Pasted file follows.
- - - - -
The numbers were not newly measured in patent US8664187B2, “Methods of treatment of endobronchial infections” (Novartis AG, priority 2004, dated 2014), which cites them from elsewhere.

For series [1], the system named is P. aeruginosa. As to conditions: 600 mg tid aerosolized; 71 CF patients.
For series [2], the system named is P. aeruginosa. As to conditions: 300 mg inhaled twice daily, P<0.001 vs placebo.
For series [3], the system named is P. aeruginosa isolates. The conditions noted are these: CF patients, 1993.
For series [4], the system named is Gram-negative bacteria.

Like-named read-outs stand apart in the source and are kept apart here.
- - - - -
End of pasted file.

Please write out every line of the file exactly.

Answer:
The numbers were not newly measured in patent US8664187B2, “Methods of treatment of endobronchial infections” (Novartis AG, priority 2004, dated 2014), which cites them from elsewhere.

For series [1], the system named is P. aeruginosa. As to conditions: 600 mg tid aerosolized; 71 CF patients.
For series [2], the system named is P. aeruginosa. As to conditions: 300 mg inhaled twice daily, P<0.001 vs placebo.
For series [3], the system named is P. aeruginosa isolates. The conditions noted are these: CF patients, 1993.
For series [4], the system named is Gram-negative bacteria.

Like-named read-outs stand apart in the source and are kept apart here.